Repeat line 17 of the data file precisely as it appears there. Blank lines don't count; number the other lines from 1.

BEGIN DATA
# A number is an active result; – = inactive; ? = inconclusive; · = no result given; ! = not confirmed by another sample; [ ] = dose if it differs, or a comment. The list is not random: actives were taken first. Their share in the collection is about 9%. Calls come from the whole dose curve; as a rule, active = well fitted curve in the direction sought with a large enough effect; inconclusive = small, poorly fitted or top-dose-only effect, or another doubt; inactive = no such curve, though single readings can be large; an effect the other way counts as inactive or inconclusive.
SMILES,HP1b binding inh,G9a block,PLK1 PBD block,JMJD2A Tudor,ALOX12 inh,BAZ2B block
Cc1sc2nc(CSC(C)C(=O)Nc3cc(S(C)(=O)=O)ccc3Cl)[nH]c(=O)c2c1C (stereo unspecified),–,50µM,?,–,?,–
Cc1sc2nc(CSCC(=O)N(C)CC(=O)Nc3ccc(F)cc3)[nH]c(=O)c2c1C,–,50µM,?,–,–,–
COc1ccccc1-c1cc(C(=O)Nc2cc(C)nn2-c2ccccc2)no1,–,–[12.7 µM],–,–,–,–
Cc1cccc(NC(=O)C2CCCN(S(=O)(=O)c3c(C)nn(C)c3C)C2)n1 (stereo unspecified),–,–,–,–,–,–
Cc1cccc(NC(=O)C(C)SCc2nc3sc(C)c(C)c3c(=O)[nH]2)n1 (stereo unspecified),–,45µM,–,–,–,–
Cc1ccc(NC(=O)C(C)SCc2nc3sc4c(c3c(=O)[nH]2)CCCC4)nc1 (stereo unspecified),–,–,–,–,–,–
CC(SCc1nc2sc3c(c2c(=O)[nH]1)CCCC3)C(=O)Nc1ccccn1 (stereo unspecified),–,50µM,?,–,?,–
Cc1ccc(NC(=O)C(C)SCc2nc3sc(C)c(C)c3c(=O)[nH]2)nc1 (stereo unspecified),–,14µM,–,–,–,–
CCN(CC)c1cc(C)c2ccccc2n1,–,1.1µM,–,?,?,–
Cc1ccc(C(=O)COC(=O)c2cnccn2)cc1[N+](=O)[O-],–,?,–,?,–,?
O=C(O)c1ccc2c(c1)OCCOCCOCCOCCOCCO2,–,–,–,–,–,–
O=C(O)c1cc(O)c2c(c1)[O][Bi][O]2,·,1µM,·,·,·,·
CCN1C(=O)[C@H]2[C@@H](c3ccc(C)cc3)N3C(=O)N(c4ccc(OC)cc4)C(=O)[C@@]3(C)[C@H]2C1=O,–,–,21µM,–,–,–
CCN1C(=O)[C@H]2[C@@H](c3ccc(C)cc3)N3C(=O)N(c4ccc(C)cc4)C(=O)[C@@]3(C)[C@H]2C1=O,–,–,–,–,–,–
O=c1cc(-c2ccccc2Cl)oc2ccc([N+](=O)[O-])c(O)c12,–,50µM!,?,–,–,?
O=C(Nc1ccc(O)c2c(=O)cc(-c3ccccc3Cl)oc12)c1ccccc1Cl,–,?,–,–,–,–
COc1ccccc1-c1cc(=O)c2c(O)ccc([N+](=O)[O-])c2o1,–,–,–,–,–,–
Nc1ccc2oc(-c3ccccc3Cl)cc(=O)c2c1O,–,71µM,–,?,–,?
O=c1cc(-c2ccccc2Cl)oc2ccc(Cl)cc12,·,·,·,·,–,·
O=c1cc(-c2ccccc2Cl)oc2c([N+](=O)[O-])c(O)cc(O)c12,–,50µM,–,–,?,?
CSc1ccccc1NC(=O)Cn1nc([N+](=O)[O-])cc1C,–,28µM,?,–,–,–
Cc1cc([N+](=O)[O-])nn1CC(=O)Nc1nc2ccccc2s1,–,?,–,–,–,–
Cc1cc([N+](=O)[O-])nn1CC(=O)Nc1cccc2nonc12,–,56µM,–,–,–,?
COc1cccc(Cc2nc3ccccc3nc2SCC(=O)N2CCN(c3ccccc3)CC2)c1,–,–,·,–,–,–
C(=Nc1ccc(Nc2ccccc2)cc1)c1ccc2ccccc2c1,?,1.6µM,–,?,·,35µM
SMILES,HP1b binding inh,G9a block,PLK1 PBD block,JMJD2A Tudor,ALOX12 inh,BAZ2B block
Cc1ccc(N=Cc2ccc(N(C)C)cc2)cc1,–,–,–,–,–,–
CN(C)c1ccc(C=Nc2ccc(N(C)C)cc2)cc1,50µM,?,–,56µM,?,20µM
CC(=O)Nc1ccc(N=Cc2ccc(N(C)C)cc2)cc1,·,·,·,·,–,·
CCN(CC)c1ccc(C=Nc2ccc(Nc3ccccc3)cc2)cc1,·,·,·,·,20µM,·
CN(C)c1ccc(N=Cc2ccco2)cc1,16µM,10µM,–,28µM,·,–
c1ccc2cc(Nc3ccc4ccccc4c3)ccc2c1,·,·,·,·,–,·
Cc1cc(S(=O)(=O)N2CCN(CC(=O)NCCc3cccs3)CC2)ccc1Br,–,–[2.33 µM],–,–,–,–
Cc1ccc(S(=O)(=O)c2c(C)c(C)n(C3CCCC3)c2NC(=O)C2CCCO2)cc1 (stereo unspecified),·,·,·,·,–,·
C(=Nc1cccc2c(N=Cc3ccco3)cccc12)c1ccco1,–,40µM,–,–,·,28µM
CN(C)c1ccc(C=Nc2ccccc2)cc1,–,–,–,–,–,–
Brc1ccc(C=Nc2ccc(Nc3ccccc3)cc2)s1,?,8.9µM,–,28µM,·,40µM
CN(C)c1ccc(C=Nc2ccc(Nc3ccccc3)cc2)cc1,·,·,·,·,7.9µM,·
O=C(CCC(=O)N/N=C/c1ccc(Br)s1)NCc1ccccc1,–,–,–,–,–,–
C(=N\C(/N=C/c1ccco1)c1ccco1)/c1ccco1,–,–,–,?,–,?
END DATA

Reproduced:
O=c1cc(-c2ccccc2Cl)oc2ccc([N+](=O)[O-])c(O)c12,–,50µM!,?,–,–,?